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Salmon, Snow Reverse Roles in Angel Victory


ARLINGTON, Tex. — It's as if everyone forgot about Angel rookie right fielder Tim Salmon. He has been ignored by the media, slighted by the fans and playing in relative obscurity.

Everyone has been so busy exalting the heroics of fellow rookie J.T. Snow that Salmon was perceived to be little more than a part of Snow's supporting cast.

But after the Angels' 6-2 victory Sunday over the Texas Rangers, guess which rookie was being mobbed by the media, and which was sitting on Manager Buck Rodgers' couch for a counseling session.

In a strange twist of fate, Salmon is ascending into the limelight while Snow is struggling to find an identity.

Salmon, in what he called the most memorable game of his life, drove in a career-high four runs, going three for four with a home run in front of 20 friends and family at Arlington Stadium.

He helped make Julio Valera's season debut in the starting rotation a smashing success. Valera yielded only four hits and one earned run in six innings.

"This is a game I'll never forget," said Salmon, who lived with his mother at times in three Texas cities during his childhood. "I don't think anyone from my family has ever seen me hit a homer in person. It was just an awesome feeling."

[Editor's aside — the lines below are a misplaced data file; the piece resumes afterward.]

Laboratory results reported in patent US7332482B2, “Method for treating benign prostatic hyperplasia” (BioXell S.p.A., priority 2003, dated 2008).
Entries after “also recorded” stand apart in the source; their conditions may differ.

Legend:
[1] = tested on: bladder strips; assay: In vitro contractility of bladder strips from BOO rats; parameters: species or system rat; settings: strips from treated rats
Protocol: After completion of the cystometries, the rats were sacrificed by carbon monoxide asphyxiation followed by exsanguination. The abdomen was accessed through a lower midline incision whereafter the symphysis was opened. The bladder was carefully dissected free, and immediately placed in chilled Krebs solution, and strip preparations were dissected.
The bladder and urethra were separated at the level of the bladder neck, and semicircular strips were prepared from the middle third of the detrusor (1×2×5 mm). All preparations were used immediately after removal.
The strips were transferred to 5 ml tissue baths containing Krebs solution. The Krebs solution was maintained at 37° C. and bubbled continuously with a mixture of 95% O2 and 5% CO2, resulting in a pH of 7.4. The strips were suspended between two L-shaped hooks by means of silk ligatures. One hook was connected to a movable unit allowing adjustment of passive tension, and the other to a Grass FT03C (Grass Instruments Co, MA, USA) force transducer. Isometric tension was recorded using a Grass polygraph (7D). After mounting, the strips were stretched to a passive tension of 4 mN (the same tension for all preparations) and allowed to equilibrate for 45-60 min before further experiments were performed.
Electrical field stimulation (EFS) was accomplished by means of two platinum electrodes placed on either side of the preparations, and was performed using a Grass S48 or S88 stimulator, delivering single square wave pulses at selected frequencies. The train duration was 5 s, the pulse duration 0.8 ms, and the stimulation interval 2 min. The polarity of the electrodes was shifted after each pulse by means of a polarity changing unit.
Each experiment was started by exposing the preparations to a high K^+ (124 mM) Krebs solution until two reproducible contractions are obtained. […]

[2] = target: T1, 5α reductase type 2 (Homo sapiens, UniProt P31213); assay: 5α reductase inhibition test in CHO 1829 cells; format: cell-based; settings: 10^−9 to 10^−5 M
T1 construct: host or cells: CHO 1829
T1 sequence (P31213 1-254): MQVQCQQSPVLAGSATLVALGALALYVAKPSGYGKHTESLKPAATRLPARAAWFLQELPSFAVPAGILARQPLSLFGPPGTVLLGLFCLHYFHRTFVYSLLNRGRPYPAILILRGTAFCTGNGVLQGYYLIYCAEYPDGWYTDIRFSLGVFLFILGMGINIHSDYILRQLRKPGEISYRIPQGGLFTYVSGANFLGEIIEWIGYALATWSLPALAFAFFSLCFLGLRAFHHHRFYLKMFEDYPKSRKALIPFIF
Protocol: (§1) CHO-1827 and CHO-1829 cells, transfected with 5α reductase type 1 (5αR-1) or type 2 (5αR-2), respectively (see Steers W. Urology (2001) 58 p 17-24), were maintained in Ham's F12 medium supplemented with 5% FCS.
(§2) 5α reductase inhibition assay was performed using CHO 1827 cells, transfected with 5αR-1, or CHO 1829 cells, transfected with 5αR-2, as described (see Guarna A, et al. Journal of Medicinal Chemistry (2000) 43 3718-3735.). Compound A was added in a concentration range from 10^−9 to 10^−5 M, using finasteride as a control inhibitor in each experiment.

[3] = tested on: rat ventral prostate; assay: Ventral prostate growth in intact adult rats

Salmon quietly is having an impressive season. He is batting .271, with seven homers and 25 runs batted in.

He has been so consistent, Rodgers said, that the only time he has been brought into the manager's office was to discuss signs that he had missed from the batter's box.

The key to Salmon's success, Rodgers is convinced, was Snow's success at the outset of the season.

"Everyone focused so much attention on J.T.," Rodgers said, "that Salmon was in the major leagues for 25 games and nobody knew he was around.

"He wasn't being harassed like J.T., and no one was asking him, 'Are you going to hit 60 homers or are you going to hit .407 all year?' He got a freebie and now look at what he's done."

Salmon is batting .341 the last 11 games and suddenly has come out of Snow's shadow.

"I think the fact that so much attention was on J.T. did help me in a sense," Salmon said. "I mean, he was the guy driving the team bus. That allowed me to just go out and play and do my thing without anyone bothering me.

"It was one of those things where he was doing so well, I could just coast."

While Salmon has remained fairly consistent, Snow's season has turned upside down. He has struggled for nearly a month now, and Rodgers decided Sunday it was time for a heart-to-heart talk.

"I think it was a case where J.T. started to think too much," Rodgers said. "The thing that got to him was that everyone kept saying they'd pitch to him differently the second time around, and he started to believe it.

"I told him today, 'The pitchers aren't pitching you any differently. You're getting yourself out.' It's just a mental thing.

"It won't happen overnight, but I'm certain he'll come out of it."

Snow, who opened the season batting .407 with six homers and 17 RBIs, is batting only .131 since May 24. He singled and walked in four at-bats Sunday, and his season average has plummeted to .239.

"I told him, 'I'd be lying if this wasn't tough on me,' " Snow said. "It's just that I started off so hot, and now I've cooled off so much, I really didn't know how to handle it."

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